menubar & toolbar connectivity ? 
Author Message
 menubar & toolbar connectivity ?

i have a menubar with items like:
    Edit->Cut
    Edit->Paste
etc.

on the toolbar i have items that represent the same. is there a way of
connecting them together, so that when i disable a menu item, the toolbar
item gets disabled as well?

i am using tk menus and regular buttons for toolbar, but i could use
IWidgets, if that solves my problem !

Thanks in advance
Mel



Mon, 18 Apr 2005 23:49:46 GMT  
 menubar & toolbar connectivity ?

Quote:

> i have a menubar with items like:
>     Edit->Cut
>     Edit->Paste
> etc.

> on the toolbar i have items that represent the same. is there a way of
> connecting them together, so that when i disable a menu item, the toolbar
> item gets disabled as well?

> i am using tk menus and regular buttons for toolbar, but i could use
> IWidgets, if that solves my problem !

> Thanks in advance
> Mel

A classic problem. Here's how I've gone about solving it over the years,
and it can be done in a couple handfulls of code without needing
iwidgets (nothing wrong with IWidgets, but they are no panacea):

I create what I call "actions". Conceptually, an action is a bit of
functionality that the user can do. cut, copy and paste are classic
examples. More than anything though, actions are simply symbolic names
used to reference a list of widgets.

For each action I can associate zero or more widgets or menu items.
Then, instead of enabling and disabling the widgets I enable or disable
the action, and the action knows what widgets to enable or disable.

The widget creation code looks something like this:

     button .cut   -text Cut   -command {action invoke cutAction}
     button .copy  -text Copy  -command {action invoke copyAction}
     button .paste -text Paste -command {action invoke pasteAction}

     action register cutAction   .cut
     action register copyAction  .copy
     action register pasteAction .paste

     .editMenu add command -label "Cut" \
         -command {action invoke cutAction}
     .editMenu add command -label "Copy"  \
         -command {action invoke copyAction}
     .editMenu add command -label "Paste" \
         -command {action invoke pasteAction}

     action register cutAction   {.editMenu "Cut"}
     action register copyAction  {.editMenu "Copy"}
     action register pasteAction {.editMenu "Paste"}

     ... and so on

When I need to enable or disable a feature, I do it like this:

     action enable cutAction
     action enable copyAction
     action disable pasteAction
     ... and so on

It's a thing of beauty (for tk geeks like myself, anyway) to do
something like "action enable cutAction" and watch the menubar, toolbar,
  context-sensitive popup menu and accelerators all snap to attention at
once.

The action command isn't much. I can't post what I'm presently using
because I just re-implemented this scheme for my current employer and
haven't cleared it with them to release the code. I feel comfortable
releasing the concept though, since I started using it years before
coming to work here.

The short summary of the action proc is that it stores the widget path
(or widget path and index for menu items) in an array. When enabling or
disabling an action it simply traverses this list and Does The Right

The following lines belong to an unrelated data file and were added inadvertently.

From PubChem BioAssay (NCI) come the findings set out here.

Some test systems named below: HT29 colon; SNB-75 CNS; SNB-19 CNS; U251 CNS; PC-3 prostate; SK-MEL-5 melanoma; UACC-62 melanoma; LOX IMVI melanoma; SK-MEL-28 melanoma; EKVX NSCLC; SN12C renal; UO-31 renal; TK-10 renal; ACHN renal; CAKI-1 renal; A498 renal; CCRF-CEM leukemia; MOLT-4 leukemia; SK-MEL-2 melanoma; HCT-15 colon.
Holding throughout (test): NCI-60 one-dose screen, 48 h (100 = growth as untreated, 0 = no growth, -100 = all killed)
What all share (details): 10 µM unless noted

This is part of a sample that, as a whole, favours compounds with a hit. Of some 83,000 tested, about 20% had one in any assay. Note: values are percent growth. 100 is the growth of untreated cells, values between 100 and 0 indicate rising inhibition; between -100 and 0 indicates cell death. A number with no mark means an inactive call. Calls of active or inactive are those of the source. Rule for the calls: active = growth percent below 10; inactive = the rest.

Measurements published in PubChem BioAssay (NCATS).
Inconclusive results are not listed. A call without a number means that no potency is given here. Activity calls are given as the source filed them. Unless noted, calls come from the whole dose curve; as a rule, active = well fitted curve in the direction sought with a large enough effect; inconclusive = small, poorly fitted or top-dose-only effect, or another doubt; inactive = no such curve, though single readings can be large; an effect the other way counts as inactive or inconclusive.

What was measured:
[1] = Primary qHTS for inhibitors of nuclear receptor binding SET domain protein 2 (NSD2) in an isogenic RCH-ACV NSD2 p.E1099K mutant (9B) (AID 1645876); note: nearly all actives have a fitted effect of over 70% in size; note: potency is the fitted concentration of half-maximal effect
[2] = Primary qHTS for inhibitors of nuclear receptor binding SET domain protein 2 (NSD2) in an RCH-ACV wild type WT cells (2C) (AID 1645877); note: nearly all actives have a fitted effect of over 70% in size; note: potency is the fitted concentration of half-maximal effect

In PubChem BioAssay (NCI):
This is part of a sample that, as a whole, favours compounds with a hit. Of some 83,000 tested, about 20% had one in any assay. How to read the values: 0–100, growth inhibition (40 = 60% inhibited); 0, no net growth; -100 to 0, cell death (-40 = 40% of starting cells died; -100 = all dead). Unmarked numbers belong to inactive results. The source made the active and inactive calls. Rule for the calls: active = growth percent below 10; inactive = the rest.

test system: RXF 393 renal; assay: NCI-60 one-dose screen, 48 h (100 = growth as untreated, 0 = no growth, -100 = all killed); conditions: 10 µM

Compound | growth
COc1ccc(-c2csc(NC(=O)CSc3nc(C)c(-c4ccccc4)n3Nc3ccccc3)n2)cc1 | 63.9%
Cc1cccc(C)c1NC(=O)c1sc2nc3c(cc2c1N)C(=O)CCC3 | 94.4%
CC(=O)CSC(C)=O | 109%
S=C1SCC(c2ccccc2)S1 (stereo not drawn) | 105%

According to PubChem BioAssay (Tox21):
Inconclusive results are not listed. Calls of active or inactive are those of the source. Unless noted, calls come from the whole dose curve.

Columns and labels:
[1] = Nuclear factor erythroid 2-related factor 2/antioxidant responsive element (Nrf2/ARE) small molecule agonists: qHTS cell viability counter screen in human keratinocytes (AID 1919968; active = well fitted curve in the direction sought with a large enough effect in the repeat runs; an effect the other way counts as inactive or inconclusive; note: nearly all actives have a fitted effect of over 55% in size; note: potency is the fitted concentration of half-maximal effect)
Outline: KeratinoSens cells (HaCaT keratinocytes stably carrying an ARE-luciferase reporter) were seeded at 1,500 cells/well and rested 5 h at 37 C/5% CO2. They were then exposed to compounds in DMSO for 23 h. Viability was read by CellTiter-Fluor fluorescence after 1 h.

Thing (eg: does "<widget> configure -state <state>" or "<widget>
entryconfigure <index> -state <state>)

The "action invoke" code is easy to implement, too. It simply looks at
the action name, transmogrifies it to a known name (eg:
::actions::action-cutAction) and eval's it. I also have it query the
state of the action and do nothing if the action is disabled, so that I
can use accelerators with actions, too. This, of course, assumes you
create a proc with the right name for each action and add the test for
the state yourself. You can either just create procs with the right
name, or incorporate a "action proc" command (for example: "action proc
cutAction {args} {body...}" might create a proc named
::actions::action-cutAction)

If it all sounds complicated, it's not. It took me less than hour to
code it up from scratch. It's about 80 lines of code, and that's with
additional features I haven't mentioned here. I recommend anyone doing
GUI work to go through the same exercise so you understand how it works
and why it's so darn handy.

I always thought this might make a good topic for a conference paper
(this, and some interesting spinoffs such as scriptiable GUIs and the
ability to create macros at runtime by recording actions), but I've
never found the time to do it.

--
bryan at bitmover dot com



Tue, 19 Apr 2005 06:41:14 GMT  
 menubar & toolbar connectivity ?

Quote:
> i have a menubar with items like:
>     Edit->Cut
>     Edit->Paste
> etc.

> on the toolbar i have items that represent the same. is there a way of
> connecting them together, so that when i disable a menu item, the toolbar
> item gets disabled as well?

> i am using tk menus and regular buttons for toolbar, but i could use
> IWidgets, if that solves my problem !

Just disable the button when you disable the menu entry.
This cannot be done automatically, as there is no event
associated with menu entry enable/disable...

George



Tue, 19 Apr 2005 17:19:41 GMT  
 
 [ 3 post ] 

 Relevant Pages 

1. Toolbar & Menubar connectivity ...

2. Menubar and Toolbar back color

3. Background colors of Menubar and Toolbar

4. Seperator line between the menubar and toolbar

5. XP Menubar Template & Classes Release Version 1

6. ANN: Database & Spreadsheet Connectivity Library for Fortran

7. Toolbar & eipManager overhead

8. Tabs & Toolbar

9. Toolbar & Scroll Box

10. VO: Menus & Toolbars

11. ABC Templates @#$%^&*&&*&*!!!!!!

12. VW 2.5 menuBar hide, show

 

 
Powered by phpBB® Forum Software